The NFL lost another great player too young, as Rashaan Salaam passed away at age 42. Salaam was the 1994 Heisman Trophy winner as a junior at Colorado, and was drafted in the first round of the 1995 NFL Draft by the Chicago Bears.
The son of a former NFL running back, Salaam grew up playing football in La Jolla, California. He then took his talents to Boulder, where he grew to become of the nation’s most electric running backs. He topped 2,000 yards rushing in his junior year, as he and QB Kordell Stewart led the Buffaloes to an 11-1 season. He finished the season averaging 6.9 yards per carry and totaling 24 touchdowns, enough to earn him a spot as a Heisman finalist.
Salaam won the Heisman in 1994, beating out Kerry Collins, Steve McNair, and Ki-Jana Carter. Salaam received 400 first place votes, blowing away a list of finalists that also included NFL Hall of Famer Warren Sapp. Salaam then decided to skip his senior season and head to the NFL, where he was drafted 21st overall by the Chicago Bears.
Once in the NFL, Salaam set a Bears rookie record by rushing for 1,074 in 11 games. But it wasn’t all success: a contract holdout delayed his arrival at training camp, and he fumbled nine times over the course of the season.
In a ProFootballWeekly piece from 2014, Salaam explained that he didn’t give his maximum effort towards being a great NFL running back. He cited a lack of discipline and too much partying were the reason for his professional struggles.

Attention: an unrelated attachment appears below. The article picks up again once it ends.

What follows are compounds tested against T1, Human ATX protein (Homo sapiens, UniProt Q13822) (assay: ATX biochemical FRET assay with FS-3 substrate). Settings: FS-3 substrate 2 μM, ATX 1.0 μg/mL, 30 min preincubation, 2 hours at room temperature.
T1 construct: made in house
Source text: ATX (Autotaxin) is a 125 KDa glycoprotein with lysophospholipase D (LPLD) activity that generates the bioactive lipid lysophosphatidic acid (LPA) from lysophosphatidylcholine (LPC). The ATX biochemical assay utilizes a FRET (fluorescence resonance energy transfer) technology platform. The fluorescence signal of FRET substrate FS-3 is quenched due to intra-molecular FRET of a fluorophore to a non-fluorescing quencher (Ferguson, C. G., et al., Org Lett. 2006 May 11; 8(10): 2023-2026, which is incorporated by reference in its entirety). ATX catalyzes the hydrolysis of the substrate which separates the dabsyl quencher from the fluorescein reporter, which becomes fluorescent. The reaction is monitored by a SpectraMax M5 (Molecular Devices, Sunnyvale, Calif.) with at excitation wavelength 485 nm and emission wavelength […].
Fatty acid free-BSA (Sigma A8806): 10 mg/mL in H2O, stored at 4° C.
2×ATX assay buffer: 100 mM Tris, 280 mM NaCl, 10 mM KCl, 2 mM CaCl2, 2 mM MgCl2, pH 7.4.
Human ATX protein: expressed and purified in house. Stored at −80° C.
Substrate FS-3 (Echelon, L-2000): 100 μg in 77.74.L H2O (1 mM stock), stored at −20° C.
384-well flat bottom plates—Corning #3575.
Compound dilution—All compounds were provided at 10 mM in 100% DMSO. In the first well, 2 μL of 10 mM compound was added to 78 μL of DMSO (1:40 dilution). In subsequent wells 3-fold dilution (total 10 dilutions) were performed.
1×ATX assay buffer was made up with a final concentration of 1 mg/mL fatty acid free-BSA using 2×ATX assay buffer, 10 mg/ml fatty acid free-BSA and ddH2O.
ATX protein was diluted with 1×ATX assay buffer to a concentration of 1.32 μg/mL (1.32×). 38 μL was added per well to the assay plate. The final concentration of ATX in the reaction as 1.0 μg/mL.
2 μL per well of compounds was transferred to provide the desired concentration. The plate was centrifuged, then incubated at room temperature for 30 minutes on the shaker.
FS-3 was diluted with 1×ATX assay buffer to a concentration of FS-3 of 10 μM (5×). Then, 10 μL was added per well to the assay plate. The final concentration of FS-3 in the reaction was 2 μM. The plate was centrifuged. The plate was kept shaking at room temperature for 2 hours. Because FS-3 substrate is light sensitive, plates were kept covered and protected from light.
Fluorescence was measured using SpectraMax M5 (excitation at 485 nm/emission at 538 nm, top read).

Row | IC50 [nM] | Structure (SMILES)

And he definitely struggled. After the solid rookie season, Salaam would top 80 yards rushing just once more in an NFL game. His career with the Bears ended after just 31 games, and was off the team by the end of 1997. He resurfaced in 1999 with the Browns, but played in just two games and had just one carry. His NFL career was over at 25 years old.
Salaam’s big comeback attempt was in the XFL, but his first season with the Memphis Maniax was cut short by injury. He is still the fourth-best rusher in XFL history with 528 career yards.
After football, Salaam dedicated most of his time to preventing kids from repeating his missteps. As part of the Rashaan Salaam SPIN (Supporting People In Need) Foundation, Salaam visited schools and helped kids aged 14-21 get to college.